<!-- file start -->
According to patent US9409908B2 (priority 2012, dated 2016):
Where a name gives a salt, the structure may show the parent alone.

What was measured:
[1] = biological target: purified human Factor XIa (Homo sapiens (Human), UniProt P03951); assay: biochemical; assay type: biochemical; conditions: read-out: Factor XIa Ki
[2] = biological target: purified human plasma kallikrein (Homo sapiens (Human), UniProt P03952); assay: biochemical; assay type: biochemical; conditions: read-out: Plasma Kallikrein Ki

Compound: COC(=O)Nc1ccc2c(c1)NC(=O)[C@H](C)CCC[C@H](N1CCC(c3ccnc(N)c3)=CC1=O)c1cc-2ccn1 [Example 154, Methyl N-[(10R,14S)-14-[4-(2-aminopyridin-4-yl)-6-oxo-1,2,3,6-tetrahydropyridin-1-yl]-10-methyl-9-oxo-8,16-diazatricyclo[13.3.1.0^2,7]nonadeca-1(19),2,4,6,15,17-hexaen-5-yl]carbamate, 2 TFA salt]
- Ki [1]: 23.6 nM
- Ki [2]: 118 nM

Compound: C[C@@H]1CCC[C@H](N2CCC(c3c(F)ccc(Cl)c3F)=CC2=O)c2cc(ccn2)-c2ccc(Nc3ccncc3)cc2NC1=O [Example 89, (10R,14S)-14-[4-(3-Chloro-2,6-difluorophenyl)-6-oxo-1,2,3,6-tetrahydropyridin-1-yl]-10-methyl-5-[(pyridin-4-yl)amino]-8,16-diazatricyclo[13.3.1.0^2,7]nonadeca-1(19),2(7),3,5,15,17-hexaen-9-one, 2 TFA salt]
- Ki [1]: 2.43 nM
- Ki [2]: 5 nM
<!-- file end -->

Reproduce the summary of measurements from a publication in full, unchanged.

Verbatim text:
According to patent US9409908B2 (priority 2012, dated 2016):
Where a name gives a salt, the structure may show the parent alone.

What was measured:
[1] = biological target: purified human Factor XIa (Homo sapiens (Human), UniProt P03951); assay: biochemical; assay type: biochemical; conditions: read-out: Factor XIa Ki
[2] = biological target: purified human plasma kallikrein (Homo sapiens (Human), UniProt P03952); assay: biochemical; assay type: biochemical; conditions: read-out: Plasma Kallikrein Ki

Compound: COC(=O)Nc1ccc2c(c1)NC(=O)[C@H](C)CCC[C@H](N1CCC(c3ccnc(N)c3)=CC1=O)c1cc-2ccn1 [Example 154, Methyl N-[(10R,14S)-14-[4-(2-aminopyridin-4-yl)-6-oxo-1,2,3,6-tetrahydropyridin-1-yl]-10-methyl-9-oxo-8,16-diazatricyclo[13.3.1.0^2,7]nonadeca-1(19),2,4,6,15,17-hexaen-5-yl]carbamate, 2 TFA salt]
- Ki [1]: 23.6 nM
- Ki [2]: 118 nM

Compound: C[C@@H]1CCC[C@H](N2CCC(c3c(F)ccc(Cl)c3F)=CC2=O)c2cc(ccn2)-c2ccc(Nc3ccncc3)cc2NC1=O [Example 89, (10R,14S)-14-[4-(3-Chloro-2,6-difluorophenyl)-6-oxo-1,2,3,6-tetrahydropyridin-1-yl]-10-methyl-5-[(pyridin-4-yl)amino]-8,16-diazatricyclo[13.3.1.0^2,7]nonadeca-1(19),2(7),3,5,15,17-hexaen-9-one, 2 TFA salt]
- Ki [1]: 2.43 nM
- Ki [2]: 5 nM